Mordred: revisionism

Discussion in 'History Talk' started by Abishai100, Aug 19, 2014.

  1. Abishai100

    Abishai100 New Member

    Consumerism culture in our modern times creates a colloquialization of history that is connected to economics-driven lifestyle talk. Hence, we see the popularity of capitalism-celebratory American comic book avatars such as Richie Rich (a young boy who uses his incredible inherited wealth to go on adventures and missions tackling the schemes of sinister tyrants).

    This sort of 'shop talk' motivates scholars to re-cast old world historical characters in a new light of colloquialized academics. For example, we can reference the 'demon knight' character of Mordred, sworn nemesis of the fabled kingdom of Camelot from Old England to discuss ideas about profiteerism courage since such discussions stir the curiosity of today's history students.

    It's no wonder that these days, Hollywood (USA) makes 'layman archaeology' movies such as "Avatar" (2009).

    :oops:

    http://en.wikipedia.org/wiki/Empire_of_the_Sun_(film)

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  2. Abishai100

    Abishai100 New Member

    The Lady of the Lake is the name of the ruler of Avalon in the Arthurian legend. She plays a pivotal role in many stories, including giving King Arthur his sword Excalibur, enchanting Merlin, and raising Lancelot after the death of his father. Different writers and copyists give the Arthurian character the name Nimue, Viviane, Vivien, Elaine, Ninianne, Nivian, Nyneve, or Evienne, among other variations (source of information: Wikipedia).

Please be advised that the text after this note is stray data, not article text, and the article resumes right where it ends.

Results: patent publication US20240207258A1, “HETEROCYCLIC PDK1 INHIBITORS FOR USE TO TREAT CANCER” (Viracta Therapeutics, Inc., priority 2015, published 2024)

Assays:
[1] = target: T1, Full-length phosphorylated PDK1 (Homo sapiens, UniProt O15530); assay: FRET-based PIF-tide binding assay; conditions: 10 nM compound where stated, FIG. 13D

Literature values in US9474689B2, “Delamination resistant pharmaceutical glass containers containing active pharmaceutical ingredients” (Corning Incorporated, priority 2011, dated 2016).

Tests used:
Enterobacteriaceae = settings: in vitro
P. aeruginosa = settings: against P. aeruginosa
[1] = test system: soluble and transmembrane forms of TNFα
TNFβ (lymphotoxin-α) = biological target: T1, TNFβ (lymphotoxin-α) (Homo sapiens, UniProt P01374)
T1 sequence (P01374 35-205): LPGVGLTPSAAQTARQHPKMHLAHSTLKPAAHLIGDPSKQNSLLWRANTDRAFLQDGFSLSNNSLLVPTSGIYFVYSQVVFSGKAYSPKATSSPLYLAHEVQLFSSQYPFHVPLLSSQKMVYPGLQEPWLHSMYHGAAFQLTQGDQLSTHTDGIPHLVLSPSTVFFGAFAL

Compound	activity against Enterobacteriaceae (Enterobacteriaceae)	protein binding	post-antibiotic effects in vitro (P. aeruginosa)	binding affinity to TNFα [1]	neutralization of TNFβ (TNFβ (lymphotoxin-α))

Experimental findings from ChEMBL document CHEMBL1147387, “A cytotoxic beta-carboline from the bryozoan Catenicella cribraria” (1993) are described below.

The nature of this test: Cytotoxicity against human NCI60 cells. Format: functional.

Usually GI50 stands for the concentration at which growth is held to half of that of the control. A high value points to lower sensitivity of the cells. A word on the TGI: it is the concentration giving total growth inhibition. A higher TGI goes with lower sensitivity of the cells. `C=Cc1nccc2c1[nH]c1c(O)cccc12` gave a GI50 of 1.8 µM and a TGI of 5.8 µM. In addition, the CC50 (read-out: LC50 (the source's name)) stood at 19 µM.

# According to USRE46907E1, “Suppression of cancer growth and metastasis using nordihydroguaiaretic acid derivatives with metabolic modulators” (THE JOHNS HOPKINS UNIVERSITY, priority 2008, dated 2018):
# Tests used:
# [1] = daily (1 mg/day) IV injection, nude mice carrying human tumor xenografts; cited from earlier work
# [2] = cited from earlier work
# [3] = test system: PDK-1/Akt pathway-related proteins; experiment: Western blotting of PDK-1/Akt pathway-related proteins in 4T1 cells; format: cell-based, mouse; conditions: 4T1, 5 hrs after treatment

In Arthurian legend, she helps both Arthur and Lancelot but not Mordred (who is depicted as a nemesis). We can keep evaluating this dichotomy of bestowment or we can derive alternative theories (perhaps medical).

    For example, what if we imagine that the Lady of the Lake is a purely fictional being who represents counsel, inspiration, and aide to those who suffer from reproductive disabilities such as Kallman syndrome (thereby affording her a special 'medicinal' power and revealing her to be a symbol of fertility rather than one of power or mystery).

    Such a theory would sit well with new age revisionist theories regarding a Functionalism approach to history (e.g., economics/farming based assessment of feudal politics).

    Imagine that someone in modern times afflicted with Kallman syndrome is exposed to a revisionist history theory/model that suggests the Lady of the Lake is an 'angel of pity' or 'comfort' to those unable to engage in intercourse or reproduce and give birth to fertile offspring.

    It is interesting to note that numerous new age films re-interpreting Arthurian legend (e.g., First Knight, King Arthur) cast the kingdom of Camelot as an empirical war-zone (and hence Mordred as a 'minister' of politics --- rather than as a 'deacon' of revolution).



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